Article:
How to Increase a Child's Attention Span

By Erica Loop
Hemera Technologies/ Images

If your little one wiggles and squirms during story time at the library, her teacher notes that she she daydreams during class or you notice she loses focus on occasion when you talk to her, you can do something about it. As long as your child doesn't have a diagnosed attention deficit disorder -- keep in mind that only a medical or psychological professional can diagnose this -- you can help her increase her attention span as she grows and develops.

Step 1

Set realistic goals based on your child's age. Avoid attention-span objectives that are out of reach for your child's developmental level. For example, it's completely normal for a toddler or preschooler to struggle when trying to pay attention. Expecting your preschooler to sit quietly and listen to a story for a longer period of time -- such as half an hour -- isn't realistic. Give your child tasks that take between two and five minutes per age year to make them manageable.

Step 2

Give your child a task he enjoys or has an interest in. Pick an activity you know he likes -- such as asking your 6-year-old mini Monet to paint a picture -- allowing his natural interest to boost his attention to the task at hand.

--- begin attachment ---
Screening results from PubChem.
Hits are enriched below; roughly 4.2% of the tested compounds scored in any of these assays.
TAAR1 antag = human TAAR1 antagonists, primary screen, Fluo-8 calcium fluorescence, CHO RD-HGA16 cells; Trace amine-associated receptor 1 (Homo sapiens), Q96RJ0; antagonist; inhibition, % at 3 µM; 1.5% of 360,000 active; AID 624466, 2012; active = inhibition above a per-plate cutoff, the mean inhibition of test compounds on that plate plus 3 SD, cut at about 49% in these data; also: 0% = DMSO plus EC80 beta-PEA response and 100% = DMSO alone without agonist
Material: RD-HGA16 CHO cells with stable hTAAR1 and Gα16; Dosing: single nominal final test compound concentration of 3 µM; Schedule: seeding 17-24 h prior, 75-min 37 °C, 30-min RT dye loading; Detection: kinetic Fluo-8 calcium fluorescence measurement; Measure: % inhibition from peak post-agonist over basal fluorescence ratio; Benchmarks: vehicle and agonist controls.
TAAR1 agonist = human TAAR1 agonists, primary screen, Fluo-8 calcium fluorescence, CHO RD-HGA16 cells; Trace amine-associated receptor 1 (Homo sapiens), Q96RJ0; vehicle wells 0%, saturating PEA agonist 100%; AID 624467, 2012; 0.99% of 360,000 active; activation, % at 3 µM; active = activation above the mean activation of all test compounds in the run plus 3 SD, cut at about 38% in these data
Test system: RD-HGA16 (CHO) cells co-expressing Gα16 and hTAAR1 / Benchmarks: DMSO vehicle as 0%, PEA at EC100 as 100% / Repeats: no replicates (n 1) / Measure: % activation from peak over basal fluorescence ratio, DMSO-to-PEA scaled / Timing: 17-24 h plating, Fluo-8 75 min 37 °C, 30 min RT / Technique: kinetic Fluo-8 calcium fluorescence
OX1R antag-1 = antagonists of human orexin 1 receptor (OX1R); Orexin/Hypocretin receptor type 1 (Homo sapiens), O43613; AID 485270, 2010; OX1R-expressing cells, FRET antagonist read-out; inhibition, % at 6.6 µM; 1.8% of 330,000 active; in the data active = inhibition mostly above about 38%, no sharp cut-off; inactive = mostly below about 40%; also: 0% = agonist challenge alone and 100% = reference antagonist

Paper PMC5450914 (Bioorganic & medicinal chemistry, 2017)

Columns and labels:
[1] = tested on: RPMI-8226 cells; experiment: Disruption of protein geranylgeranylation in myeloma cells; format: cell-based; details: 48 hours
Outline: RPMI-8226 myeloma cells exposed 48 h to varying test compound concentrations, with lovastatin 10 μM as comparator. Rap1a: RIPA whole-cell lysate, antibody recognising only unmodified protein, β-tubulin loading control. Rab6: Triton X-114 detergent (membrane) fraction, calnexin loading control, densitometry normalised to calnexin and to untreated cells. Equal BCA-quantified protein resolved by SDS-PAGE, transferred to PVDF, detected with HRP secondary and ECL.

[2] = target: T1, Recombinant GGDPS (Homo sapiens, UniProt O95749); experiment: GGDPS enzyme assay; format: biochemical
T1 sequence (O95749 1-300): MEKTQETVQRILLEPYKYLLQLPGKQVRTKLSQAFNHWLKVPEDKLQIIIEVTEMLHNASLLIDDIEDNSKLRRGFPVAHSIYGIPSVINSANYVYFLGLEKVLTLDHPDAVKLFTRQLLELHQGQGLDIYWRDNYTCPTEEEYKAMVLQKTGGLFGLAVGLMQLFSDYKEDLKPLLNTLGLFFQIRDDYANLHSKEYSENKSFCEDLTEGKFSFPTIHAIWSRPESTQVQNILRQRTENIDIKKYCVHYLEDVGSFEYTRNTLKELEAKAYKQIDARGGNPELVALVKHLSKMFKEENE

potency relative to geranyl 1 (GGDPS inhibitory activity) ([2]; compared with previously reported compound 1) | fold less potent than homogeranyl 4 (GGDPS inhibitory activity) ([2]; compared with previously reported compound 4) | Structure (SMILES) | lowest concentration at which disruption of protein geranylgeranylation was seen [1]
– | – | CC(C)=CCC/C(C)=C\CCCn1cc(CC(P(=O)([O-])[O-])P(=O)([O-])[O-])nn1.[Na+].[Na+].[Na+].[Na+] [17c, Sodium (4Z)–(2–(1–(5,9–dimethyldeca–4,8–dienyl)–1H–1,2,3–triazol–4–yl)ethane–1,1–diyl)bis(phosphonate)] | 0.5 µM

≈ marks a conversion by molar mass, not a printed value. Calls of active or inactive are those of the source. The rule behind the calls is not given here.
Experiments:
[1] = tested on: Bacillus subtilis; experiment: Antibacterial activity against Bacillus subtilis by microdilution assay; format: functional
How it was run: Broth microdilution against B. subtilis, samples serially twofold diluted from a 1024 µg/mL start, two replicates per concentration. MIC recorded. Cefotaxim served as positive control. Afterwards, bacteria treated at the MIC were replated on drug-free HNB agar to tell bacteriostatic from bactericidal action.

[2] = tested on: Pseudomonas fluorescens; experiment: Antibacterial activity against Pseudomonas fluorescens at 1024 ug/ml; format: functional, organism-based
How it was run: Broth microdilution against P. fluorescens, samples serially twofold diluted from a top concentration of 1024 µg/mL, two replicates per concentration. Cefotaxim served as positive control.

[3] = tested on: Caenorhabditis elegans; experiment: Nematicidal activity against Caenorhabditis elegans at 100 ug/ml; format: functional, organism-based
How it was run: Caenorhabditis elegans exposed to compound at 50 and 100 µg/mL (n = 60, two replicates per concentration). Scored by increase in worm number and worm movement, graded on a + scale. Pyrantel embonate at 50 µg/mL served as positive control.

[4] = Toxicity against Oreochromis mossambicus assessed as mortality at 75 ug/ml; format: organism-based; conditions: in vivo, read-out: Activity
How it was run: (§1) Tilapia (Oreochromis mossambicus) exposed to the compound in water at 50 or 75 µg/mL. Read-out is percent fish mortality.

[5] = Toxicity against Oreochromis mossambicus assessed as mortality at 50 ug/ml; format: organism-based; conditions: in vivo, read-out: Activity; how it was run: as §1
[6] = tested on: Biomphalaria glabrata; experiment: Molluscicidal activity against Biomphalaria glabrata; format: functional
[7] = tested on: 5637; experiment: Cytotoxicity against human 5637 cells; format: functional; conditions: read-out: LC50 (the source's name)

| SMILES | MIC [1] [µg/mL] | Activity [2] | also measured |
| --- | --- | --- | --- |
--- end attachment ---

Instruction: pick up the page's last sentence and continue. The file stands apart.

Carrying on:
Step 3

Transform tasks your child finds boring into more exciting activities. For example, if she yawns at the thought of a math lesson but enjoys the outdoors, take her outside to count and add trees or different species of flowers.

Step 4

Pay attention to your child. Direct your own attention and energy toward your child when he is sitting down to do homework, asking him questions or offering a helping hand, or read a story with your younger child.

Step 5

Add time to simple tasks, such as reading a book or writing out homework, gradually. For example, ask your 8-year-old to spend 15 minutes reading a book and add five minutes the next week and another five the following week.

Step 6

Allow your child to explore and make her own discoveries. Avoid expecting a preschooler or young child to sit still and work on one project without stopping. Instead, encourage her to explore the task at hand, trying it in different ways or experimenting with new materials.

About the Author

Based in Pittsburgh, Erica Loop has been writing education, child development and parenting articles since 2009. Her articles have appeared in "Pittsburgh Parent Magazine" and the website PBS Parents. She has a Master of Science in applied developmental psychology from the University of Pittsburgh's School of Education.